Benedict Cumberbatch stars in "The Power of the Dog." He is among the nominees for best actor.

Will Smith has made his share of middling movies, but he’s at his best as Richard Williams, the father of Venus and Serena, in “King Richard.” We often don’t give movie stars enough credit for, at least in some cases, also being star actors. But Smith’s propulsive Oscar-nominated performance in this film should come as no surprise to anyone who saw him in “The Pursuit of Happyness,” “Ali,” or “Six Degrees of Separation.”

As for the unnominated: It’s been a long time since Nicolas Cage showed up in a movie that was watchable as anything except high camp. In the superb “Pig,” as a reclusive truffle hunter with a dark backstory, he reminds us of just how good an actor he is. Best of all, he does so without all his usual weirdo mannerisms and exhortations (as entertaining as those can sometimes be).

Also unrecognized were two of the year’s finest: Aditya Modak as an aspiring Hindustani classical musician in “The Disciple” and Adarsh Gourav as the ambitious Indian servant in “The White Tiger.” Performances aside, these films were among the year’s best.

Best supporting actress

There was probably more first-rate work in this category than in any other this year. Three Oscar nominees stood out for me.

Ariana DeBose’s Anita in “West Side Story” is in many ways the film’s propulsive core. As both actor and dancer, she has an incendiary forthrightness that recalls the young Rita Moreno, her celebrated Oscar-winning predecessor in the part (who also appears in a newly created role in the remake, to its great advantage).

Aunjanue Ellis, playing Richard Williams’ exasperated wife in “King Richard,” transforms what could have been a thankless role into a rendition so rich you could easily imagine the movie centering on her. 

Like Meryl Streep, Judi Dench is a perennial nominee, and for good reason. She can play regal and bedraggled with equal assurance. As Granny in “Belfast,” she is at her most poignant, and never more so than in her final words to her departing family: “Go. Go now. Don’t look back. I love you, son.”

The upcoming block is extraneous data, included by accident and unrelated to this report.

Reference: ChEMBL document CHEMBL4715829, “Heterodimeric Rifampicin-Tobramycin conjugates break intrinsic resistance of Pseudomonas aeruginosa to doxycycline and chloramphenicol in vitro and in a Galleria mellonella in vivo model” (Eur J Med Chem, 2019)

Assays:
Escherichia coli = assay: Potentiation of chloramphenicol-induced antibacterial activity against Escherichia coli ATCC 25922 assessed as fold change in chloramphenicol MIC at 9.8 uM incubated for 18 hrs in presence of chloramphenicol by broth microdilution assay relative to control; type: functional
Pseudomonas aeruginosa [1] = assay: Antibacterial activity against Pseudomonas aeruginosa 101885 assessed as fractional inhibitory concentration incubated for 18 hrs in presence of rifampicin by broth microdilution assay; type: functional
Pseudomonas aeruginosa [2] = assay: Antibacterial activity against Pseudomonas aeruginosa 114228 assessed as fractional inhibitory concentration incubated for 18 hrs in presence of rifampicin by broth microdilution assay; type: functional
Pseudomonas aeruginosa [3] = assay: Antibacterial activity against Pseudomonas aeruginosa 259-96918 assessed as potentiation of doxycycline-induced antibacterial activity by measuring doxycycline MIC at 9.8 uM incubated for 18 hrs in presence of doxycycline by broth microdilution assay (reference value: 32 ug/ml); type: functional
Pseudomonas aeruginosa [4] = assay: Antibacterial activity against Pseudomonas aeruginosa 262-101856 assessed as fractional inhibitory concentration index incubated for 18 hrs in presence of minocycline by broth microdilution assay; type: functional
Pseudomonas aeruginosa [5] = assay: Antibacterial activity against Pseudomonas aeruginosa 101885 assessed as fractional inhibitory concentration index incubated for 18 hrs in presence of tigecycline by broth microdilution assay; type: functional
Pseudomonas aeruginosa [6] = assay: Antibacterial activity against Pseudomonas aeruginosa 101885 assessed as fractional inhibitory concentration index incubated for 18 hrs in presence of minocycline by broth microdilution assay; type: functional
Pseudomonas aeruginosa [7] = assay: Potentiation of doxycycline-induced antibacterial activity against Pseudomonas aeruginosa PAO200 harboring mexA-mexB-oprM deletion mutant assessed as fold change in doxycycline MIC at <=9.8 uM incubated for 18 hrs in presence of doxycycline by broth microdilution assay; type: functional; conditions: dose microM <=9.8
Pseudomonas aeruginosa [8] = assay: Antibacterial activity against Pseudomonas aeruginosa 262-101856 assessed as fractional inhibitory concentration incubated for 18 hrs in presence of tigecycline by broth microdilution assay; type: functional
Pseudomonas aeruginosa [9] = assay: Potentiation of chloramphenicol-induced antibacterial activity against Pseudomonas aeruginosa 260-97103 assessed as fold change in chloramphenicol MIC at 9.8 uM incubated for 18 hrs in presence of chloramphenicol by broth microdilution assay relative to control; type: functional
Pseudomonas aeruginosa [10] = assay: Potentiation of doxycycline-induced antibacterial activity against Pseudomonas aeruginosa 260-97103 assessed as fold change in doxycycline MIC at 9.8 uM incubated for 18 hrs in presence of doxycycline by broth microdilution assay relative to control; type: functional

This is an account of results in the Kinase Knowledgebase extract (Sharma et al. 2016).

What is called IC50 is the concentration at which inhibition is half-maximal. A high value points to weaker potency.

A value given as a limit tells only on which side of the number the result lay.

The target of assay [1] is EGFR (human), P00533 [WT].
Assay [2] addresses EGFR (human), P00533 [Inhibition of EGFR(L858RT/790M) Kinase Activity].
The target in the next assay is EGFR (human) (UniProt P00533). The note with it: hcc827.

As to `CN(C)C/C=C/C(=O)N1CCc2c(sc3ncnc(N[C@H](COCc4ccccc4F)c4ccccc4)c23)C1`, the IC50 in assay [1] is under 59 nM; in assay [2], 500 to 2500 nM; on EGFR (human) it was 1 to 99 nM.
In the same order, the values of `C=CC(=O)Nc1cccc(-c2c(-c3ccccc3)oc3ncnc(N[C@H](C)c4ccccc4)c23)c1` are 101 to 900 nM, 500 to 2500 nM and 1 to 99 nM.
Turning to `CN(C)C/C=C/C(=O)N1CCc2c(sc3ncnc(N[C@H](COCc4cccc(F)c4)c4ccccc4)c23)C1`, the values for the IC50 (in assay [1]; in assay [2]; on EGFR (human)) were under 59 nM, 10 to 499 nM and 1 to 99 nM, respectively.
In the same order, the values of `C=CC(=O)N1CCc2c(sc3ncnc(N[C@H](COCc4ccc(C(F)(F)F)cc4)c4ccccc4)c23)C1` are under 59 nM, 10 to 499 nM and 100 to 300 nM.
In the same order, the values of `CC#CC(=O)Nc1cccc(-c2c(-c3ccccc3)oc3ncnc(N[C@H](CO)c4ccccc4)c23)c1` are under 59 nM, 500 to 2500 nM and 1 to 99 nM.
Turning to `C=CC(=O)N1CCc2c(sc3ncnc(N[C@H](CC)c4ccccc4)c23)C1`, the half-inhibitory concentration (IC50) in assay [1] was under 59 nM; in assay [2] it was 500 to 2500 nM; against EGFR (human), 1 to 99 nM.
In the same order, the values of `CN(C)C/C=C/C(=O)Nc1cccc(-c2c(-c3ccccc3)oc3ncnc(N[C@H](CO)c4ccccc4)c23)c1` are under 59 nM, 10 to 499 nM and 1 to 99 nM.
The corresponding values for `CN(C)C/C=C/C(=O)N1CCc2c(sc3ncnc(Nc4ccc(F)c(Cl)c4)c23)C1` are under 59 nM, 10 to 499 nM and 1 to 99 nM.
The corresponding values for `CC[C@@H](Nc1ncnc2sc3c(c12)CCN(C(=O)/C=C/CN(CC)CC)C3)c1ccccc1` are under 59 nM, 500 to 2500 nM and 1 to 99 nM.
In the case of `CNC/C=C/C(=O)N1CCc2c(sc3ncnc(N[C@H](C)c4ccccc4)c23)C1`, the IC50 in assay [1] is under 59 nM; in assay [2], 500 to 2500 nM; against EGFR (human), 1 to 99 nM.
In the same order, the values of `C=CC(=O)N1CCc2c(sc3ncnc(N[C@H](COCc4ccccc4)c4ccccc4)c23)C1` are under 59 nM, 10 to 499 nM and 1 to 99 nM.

Other standouts, unnominated, include Sally Hawkins as Diana’s passionately loyal lady-in-waiting in “Spencer”; Kathryn Hunter playing to sinister, sinuous perfection all three witches in “The Tragedy of Macbeth”; Toko Miura as the sad-eyed personal driver in “Drive My Car”; and Gaby Hoffmann as the beset sister and mother in “C’mon C’mon.” 

Rob Youngson/Focus Features/AP
A scene from “Belfast” includes (left to right) Judi Dench, Jude Hill, and Ciarán Hinds. Both Ms. Dench and Mr. Hinds are nominated for Oscars for their supporting roles.

Best supporting actor

Judi Dench’s great work in “Belfast” would not have been as effective without the Oscar-nominated Ciarán Hinds playing opposite her as her husband. Hinds, who grew up in Belfast, is one of those actors who, especially in repose, seems to carry within him an entire universe of feeling. His stillnesses are more eloquent than most actors’ orations.

But lest you think I’m averse to watching talented actors strip-mine the scenery, three unnominated hambones especially caught my eye last year: Richard Ayoade as the hypertemperamental film director in “The Souvenir Part II”; Bradley Cooper in “Licorice Pizza” as the real-life movie producer Jon Peters – a definitive sendup of showbiz egomania; and Al Pacino as one of the egregious Guccis in “House of Gucci.” If there were an award for most acting, these guys would rate high.

Peter Rainer is the Monitor’s film critic. The Oscars award ceremony airs on ABC on Sunday, March 27.